Interview

A Conversation with id Software's John Carmack
By DR_Bone, Clan Dark Requiem

January 8, 1997

I originally sent my questions to American McGee with the firm intention of wrapping an article around them. American, it seems, was too busy to do interviews at this moment, so I risked bothering John Carmack with the same questions. I did not do this lightly, taking about 5 days to consider whether he should be bothered or not. However, I thought my questions were sufficiently well thought out enough that John might actually WANT to answer them. Boy was I surprised when I looked in my email this morning.

I originally thought I'd get a sentence or two in response to my questions and base my article on those answers. It looks like John Carmack decided to write the article for me. I want to thank him for the time it took to answer my questions so thoroughly. He is an incredibly busy man who has a very active fanbase that sends him 50 emails a day. Please take note of his PS note at the bottom. Respecting this, I will ask for no more interviews from him until at least 1998 :). I think he would appreciate it if everyone else took his caution to heart and not start sending him a lot of email with questions.

This interview and further editorial articles will be posted on Dark Requiem's homepage as soon as DR_|2| has enough free time to devote to the new "Dark Tribune" section of the page. This has been in the works for a while, and already has several articles ready to go. DR_|2| is also a busy man, and his professional concerns take precedence over the "Dark Tribune". It'll be up "when it is finished" :).

DR_Bone
Clan Dark Requiem

Bone: Just a recent development. Shawn Green has left id for Ion Storm. It seems that there have been a LOT of defections from id over the past few months. How does this affect id in terms of workload? Id has always been a small development community, but aren't you guys reaching critical mass where the workload becomes too much?

John Carmack: Lots of people will read what they like into the the departures from Id, but our development team is at least as strong now as it has ever been.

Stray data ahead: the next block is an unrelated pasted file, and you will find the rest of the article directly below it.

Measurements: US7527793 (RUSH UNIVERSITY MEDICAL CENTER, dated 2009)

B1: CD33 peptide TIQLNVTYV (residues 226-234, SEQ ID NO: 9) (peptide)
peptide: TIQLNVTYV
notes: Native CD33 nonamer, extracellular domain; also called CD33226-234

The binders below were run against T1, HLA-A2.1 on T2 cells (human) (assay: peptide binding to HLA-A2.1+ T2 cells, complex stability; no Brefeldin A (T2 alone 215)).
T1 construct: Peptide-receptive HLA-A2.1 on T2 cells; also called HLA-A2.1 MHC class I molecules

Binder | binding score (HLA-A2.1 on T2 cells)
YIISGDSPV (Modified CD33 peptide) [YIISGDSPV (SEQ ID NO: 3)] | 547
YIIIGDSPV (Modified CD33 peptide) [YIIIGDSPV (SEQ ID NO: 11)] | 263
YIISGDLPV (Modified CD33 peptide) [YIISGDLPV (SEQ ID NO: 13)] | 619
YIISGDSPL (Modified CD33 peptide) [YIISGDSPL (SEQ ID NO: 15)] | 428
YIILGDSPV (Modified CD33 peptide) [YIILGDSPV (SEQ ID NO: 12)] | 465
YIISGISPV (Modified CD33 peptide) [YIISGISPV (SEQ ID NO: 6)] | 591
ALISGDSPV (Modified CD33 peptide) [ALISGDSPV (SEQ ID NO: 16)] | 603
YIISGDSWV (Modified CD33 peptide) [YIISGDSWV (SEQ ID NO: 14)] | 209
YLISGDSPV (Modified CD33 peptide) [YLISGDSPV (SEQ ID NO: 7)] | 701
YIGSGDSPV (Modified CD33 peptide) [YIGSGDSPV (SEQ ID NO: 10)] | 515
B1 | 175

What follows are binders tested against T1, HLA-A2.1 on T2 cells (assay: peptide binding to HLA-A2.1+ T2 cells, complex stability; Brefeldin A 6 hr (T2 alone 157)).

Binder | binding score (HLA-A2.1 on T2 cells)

Romero was pushed out of id because he wasn't working hard enough.
We have hired Paul Steed, a new artist.

That is the balance of changes to our development team. I believe that three programmers, three artists, and three level designers can still create the best games in the world.

The other departures have been from our biz/support side, which doesn't have anything to do with product creation. We are scaling back our publishing biz so that we are mostly just a developer. This was always a major point of conflict with Romero -- he wants an empire, I just want to create good programs.
Everyone is happy now.


Bone: As always, id leads the industry in technical terms, and others follow behind. However, isn't there a boundary to how much more you can do given current input/output technologies? Doesn't it then fall to the point of "artistry"? What prompts this question is many of the screenshots I've seen of Unreal. Some of the texture-mapping and monsters are just stunning in their artistry. How can id compete with companies that employ dozens of artists in their 3d efforts? It just seems that the "push the technology farther" answer is simply not much of an option anymore until the next input/output technological breakthrough comes along.